nytheatre.com review by Daniel Kelley
April 9, 2008
If there is one reason to see Bernstein's Candide now being revived by New York City Opera (and there are many), it's for the finale. The often-performed "Make Our Garden Grow" starts out with principals singing, the orchestra playing softly underneath. The orchestra and principals begin to grow slowly towards a climax. Then suddenly, the orchestra drops out all together, and it is up to the ensemble—the chorus and principals—to "bring it home," as it were. If at any point during this production one were to wonder "Why do this musical theatre piece in an opera house?" that reservation vanishes as the might of the New York City Opera Chorus fills the hall and knocks the finale out of the park.
Leonard Bernstein's Candide, based on the novella by Voltaire, is the story of the young lad Candide, who lives an idyllic existence as the adopted son of a baron in the country of Westphalia. He is taught that this is the best of all possible worlds, and as a result of that, everything that happens in this world is for the best of all possible reasons. Soon after we are introduced to this philosophy, however, Candide's life takes a turn for the worse, when he is thrown out of the Baron's castle for his love for the Baron's virginal daughter Cunegonde. This is but the first of many trials for Candide, as his optimistic philosophy is tested time and again by the worst horrors of the world: deceit, war, rape, prejudice, torture, starvation, the list goes on. The satirical humor of the piece is derived from Candide's optimism in the face of it all.
The piece is performed as a story within a story, with Voltaire himself narrating. Harold Prince's production takes advantage of this, setting the piece within the framework of a sort of carnival pageant. This concept works well, and is faithful to the antic and tongue-in-cheek nature of the show. This production is now an old warhorse, in its third decade, and yet it manages to remain fresh.
This freshness, though, has as much to do with the current cast, though, as with the production. As the title character, Daniel Reichard (best known for his role in Jersey Boys) has a great handle on Candide's ardent and innocent enthusiasm, even if he is significantly underpowered vocally. As Voltaire, and any number of quirky characters throughout, Richard Kind (most memorable for his recurring role on the TV show Spin City), is obviously having the time of his life. Though he is meant to do a variety of characters throughout the piece, they all end up seeming fairly similar. This is not a problem, however, as Kind's jovial borscht belt persona is suitably hilarious. Lielle Berman has a lovely voice for Cunegonde, but her big show piece aria, "Glitter and be Gay" is mishandled with some distracting stage business of stealing jewels from an onstage pianist. She handles it the best that she can, but it is unfortunate, as she sings the piece beautifully. Judith Blazer is miscast as the Old Lady—this is a part for a big comic personality and Blazer doesn't have the comic chops to pull it off, though she sings well.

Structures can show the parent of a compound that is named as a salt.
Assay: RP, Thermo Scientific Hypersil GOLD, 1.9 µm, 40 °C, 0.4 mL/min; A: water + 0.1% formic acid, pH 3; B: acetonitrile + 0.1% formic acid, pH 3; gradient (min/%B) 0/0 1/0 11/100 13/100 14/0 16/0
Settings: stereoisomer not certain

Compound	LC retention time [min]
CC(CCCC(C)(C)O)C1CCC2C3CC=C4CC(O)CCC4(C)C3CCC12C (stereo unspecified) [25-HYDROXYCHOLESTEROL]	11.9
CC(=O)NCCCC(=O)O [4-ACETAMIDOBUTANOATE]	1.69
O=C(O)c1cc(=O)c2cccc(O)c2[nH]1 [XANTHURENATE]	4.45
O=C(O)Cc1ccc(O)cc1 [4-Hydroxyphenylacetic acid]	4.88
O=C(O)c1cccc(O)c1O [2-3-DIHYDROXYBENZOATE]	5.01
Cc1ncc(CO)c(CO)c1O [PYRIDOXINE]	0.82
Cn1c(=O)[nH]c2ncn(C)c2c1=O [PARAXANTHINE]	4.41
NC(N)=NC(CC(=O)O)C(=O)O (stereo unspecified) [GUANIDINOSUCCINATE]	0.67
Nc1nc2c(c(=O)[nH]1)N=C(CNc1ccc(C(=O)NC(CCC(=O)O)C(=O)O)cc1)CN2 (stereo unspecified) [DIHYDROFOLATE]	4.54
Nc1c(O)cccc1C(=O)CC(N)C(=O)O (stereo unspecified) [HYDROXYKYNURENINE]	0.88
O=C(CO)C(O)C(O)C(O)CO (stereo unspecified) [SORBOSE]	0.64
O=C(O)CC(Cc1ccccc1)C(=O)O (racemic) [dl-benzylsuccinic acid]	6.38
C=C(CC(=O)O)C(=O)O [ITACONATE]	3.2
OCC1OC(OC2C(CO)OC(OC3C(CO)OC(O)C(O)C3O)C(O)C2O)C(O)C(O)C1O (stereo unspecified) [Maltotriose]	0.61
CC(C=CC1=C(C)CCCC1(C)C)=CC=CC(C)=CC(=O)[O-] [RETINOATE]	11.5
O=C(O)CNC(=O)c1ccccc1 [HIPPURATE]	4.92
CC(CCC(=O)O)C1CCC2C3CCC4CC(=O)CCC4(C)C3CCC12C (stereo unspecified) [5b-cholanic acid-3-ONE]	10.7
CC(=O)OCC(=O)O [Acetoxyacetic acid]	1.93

What is unique about Bernstein's Candide as a piece of musical theatre is the contradiction at its core. On the one hand, Candide features any number of musical theatre mainstays: big, splashy dance numbers, broad humor, ardent ballads, character songs, and a rousing finish. However, there is also a cynicism and skepticism of unbridled optimism that gives the piece its edge. Much of the humor in Candide comes from Candide and Cunegonde's continued wide-eyed innocence in the face of overwhelmingly horrible experiences. However, if these experiences are not played with a certain level of gravitas, the satirical and biting element of the piece is lost. This is unfortunately the case in the New York City Opera's current revival: much of the horror is reduced to silly stage business, and as a result the humor in the continued optimism of Candide and Cunegonde is lost. The only time when this is not the case is during the powerful "Auto-da-Fe," where the music itself is so dark that the reality of what's happening cannot be avoided. It's unfortunate that this aspect isn't fully explored throughout.
That doesn't mean, however, that you won't have a good time. The music is phenomenal—eclectic, energetic, at times touching, at other times fun-loving—and is conducted with aplomb by George Manahan. While it's unfortunate that the piece's darker side is not explored more fully, this production of Candide is still a fun and strongly cast revival of a classic piece of American musical theatre.